Another mother at my son’s new school shocked me when, upon meeting her, I asked what it’s like to have six children.
“It’s fun,” she said without a hint of sarcasm in her voice.
I soon discovered that she not only has a large brood but is raising her five daughters and one son, ages 2 to 12, on her own.
From what I usually observe, it’s almost unfathomable to think that a woman regards motherhood as fun, let alone one who is single and raising the brood the size of a volleyball team. Since having my son nine years ago, I have noticed that women often like to do nothing but complain when it comes to the business of motherhood.
Certainly some of this is meant for comic relief. You should hear my bestie's story about her last trip to Staples before the start of the school year. Never did I imagine that the details of a school supply list could become as funny as the punchline of a joke.
Sharing tales of how hard, challenging and tiring being a parent can be is also often a cue that a mom wants to commiserate. Mothers can be supportive of one another, if nothing else.
However, it often irks me when they grouse, especially when it’s about scheduling time. “What am I going to do with them all day?” is a common question when there is a school holiday. Better yet, in the run-up to the end of the school year, “What am I going to do with them all summer?” As a working mother, I could provide a list as long as a school district’s budget.
Complaining is not becoming to anyone’s looks. I remember one Sunday morning walking the hallways at the YMCA as my son took swim class and becoming startled looking around at other women there. Most wore a puss, their brows wrinkled and their faces in a scowl. After that day, I noticed that mothers glower everywhere. Could there be a link with the anti-wrinkle creams that have doused the store beauty aisles?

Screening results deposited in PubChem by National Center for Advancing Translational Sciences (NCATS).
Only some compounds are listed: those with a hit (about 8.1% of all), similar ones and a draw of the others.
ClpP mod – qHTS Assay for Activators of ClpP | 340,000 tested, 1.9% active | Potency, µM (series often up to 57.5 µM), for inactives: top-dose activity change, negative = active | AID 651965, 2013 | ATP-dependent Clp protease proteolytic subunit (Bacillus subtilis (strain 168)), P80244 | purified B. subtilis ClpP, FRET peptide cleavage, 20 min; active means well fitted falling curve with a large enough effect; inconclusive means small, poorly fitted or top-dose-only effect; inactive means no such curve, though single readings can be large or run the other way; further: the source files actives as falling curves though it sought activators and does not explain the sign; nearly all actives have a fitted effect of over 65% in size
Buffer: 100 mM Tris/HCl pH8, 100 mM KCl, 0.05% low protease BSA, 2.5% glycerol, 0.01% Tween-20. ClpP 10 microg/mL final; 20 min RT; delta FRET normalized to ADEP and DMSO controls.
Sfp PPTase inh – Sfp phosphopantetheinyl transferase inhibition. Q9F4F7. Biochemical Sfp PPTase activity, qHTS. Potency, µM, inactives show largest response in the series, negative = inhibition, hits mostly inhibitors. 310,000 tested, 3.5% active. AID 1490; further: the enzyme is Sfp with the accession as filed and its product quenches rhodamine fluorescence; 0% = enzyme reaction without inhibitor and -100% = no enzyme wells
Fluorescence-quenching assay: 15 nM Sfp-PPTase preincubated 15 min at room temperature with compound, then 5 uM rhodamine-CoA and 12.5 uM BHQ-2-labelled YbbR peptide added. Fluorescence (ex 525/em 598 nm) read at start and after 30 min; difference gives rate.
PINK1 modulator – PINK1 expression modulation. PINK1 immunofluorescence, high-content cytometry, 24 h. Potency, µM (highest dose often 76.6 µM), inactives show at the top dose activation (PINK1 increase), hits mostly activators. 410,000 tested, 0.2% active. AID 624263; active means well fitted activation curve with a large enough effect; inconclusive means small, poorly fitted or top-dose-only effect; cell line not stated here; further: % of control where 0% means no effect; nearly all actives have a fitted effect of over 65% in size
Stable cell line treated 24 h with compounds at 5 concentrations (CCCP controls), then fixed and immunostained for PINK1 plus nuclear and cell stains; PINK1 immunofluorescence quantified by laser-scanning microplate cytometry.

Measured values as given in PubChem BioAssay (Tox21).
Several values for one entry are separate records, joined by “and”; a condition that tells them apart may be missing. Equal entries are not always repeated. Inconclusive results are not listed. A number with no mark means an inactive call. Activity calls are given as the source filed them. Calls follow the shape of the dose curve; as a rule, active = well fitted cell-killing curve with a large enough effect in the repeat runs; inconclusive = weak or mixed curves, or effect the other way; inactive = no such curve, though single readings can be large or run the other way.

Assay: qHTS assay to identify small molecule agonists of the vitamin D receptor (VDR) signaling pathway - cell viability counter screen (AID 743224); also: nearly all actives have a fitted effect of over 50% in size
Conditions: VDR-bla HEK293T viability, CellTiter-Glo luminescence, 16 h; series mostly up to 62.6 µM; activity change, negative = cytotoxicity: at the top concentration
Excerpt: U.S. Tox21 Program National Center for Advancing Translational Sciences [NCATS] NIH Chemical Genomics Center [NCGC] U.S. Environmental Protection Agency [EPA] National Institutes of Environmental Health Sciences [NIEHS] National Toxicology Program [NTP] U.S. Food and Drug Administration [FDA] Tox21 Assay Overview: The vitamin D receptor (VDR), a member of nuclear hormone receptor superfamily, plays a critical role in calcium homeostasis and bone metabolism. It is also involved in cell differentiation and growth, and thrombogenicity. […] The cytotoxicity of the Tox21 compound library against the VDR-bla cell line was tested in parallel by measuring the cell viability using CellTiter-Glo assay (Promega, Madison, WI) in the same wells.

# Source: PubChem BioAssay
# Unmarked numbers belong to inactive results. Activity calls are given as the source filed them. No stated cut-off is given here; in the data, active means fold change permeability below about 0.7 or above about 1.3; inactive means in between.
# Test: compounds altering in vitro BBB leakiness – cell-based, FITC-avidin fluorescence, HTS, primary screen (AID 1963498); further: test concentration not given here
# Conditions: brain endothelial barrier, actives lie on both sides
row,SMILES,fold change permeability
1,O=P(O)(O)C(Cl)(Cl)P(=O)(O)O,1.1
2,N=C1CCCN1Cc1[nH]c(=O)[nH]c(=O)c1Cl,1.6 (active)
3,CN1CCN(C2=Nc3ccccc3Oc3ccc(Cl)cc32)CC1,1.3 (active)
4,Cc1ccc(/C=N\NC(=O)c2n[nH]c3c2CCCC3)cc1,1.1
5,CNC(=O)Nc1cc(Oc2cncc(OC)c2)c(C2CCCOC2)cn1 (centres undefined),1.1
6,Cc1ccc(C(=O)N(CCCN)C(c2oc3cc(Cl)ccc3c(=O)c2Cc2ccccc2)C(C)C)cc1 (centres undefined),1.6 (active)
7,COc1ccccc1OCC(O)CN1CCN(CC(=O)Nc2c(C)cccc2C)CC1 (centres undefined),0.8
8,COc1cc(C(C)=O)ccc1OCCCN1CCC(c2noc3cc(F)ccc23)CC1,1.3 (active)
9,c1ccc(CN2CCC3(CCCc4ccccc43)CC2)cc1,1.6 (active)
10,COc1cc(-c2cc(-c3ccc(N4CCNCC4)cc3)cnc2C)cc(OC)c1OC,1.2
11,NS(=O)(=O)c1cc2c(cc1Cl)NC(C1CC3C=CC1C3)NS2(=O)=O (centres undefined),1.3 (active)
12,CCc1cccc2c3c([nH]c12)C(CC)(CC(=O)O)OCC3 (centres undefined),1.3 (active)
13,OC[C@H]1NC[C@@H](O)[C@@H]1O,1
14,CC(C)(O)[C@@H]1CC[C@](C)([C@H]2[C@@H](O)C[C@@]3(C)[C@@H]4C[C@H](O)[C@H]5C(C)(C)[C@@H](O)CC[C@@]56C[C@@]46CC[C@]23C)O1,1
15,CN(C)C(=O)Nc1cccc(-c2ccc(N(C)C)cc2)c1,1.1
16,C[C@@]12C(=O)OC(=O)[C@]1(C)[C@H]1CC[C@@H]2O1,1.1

Who knows what someone else is really going through, no matter what they tell you — money problems, career problems, marriage problems, health problems, emotional problems. Maybe mothers are simply overtired. We put a lot of pressure on ourselves to serve our children’s every need, sometimes to a fault. I know I am not too pretty when I pass through the front door like a zombie at the end of a work day knowing there's a night's worth of mom chores ahead. Somewhere in there I try to never lose sight out of what the work is ultimately about.
There was one mother at the Y who always wore a smile. She was the one fighting with me for some space through a small window in the door to see our sons swim. She has become the only friend I have made in all the years I have taken my son for classes there. What we share in common — she, like me, finds joy in watching our sons’ little limbs get stronger each time they take to the pool, come hell or high water.